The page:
Bighorn sheep facts: The maximum weight in males is 300 pounds (137 kilograms), 200 pounds (91 kilograms) in females. They measure 49 to 77 inches (124 to 195 centimeters) long, with females being smaller. Males have huge horns curling round and forward. Females’ horns are much smaller and curl just a little. Coats range from reddish brown to almost black-brown with white undersides, rump, muzzle, and back of legs. They have excellent eyesight. Bighorns vocalize during mating season and when in danger.
Geographic range: Bighorn sheep are found in western North America south to desert ranges of the southwest United States and Mexico.
Bighorn sheep habitat: Bighorns live in deserts, but prefer mountain meadows, rocky cliffs, and mountains. They prefer regions where annual snowfall does not exceed 60 inches (152 centimeters) because they aren’t able to paw through snow with their cloven (split) hooves.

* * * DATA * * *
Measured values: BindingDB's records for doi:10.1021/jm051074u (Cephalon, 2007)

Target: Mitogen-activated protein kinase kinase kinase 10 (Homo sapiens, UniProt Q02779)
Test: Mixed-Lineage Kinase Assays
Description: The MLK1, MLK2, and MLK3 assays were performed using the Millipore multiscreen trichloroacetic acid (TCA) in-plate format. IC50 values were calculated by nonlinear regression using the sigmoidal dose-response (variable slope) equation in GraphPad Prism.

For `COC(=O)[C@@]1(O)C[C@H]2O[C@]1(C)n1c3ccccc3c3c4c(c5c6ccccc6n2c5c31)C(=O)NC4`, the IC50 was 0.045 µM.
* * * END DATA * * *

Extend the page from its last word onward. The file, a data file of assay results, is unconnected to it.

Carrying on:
What does bighorn sheep eat: Bighorns eat grasses, herbs, and shrubs. Those that live in the desert eat desert plants.
Behavior and reproduction: Bighorns live in small hers of two to nine, with mature males staying separate from the herd. They migrate to higher elevations in the summer and to sheltered valleys during the cold months.
Though males won’t defend territories, they will fight each other over a female. Bighorns jump from ledge to ledge with ease and are able to climb mountains at a rate of 15 miles per hour (24.1 kilometers per hour). On level ground, they move at a rate of 30 miles per hour (48.3 kilometers per hour). They are capable swimmers.
These polygamous bovids mate in the fall. Gestation lasts 150 to 180 days and results in the birth of one or two lambs. Offspring are protected by their mothers for several months. Females are ready to mate at thirty months, males between seven and eight years. Life span in the wild averages ten years, but can reach twenty. Coyotes and mountain lions are primary predators.
Bighorn sheep and people: Prized for its majestic horns, the bighorn is hunted as a trophy as well as for meat.
Conservation status: Though population numbers are lower than they were in the nineteenth century, they are stable, and the species is not considered threatened.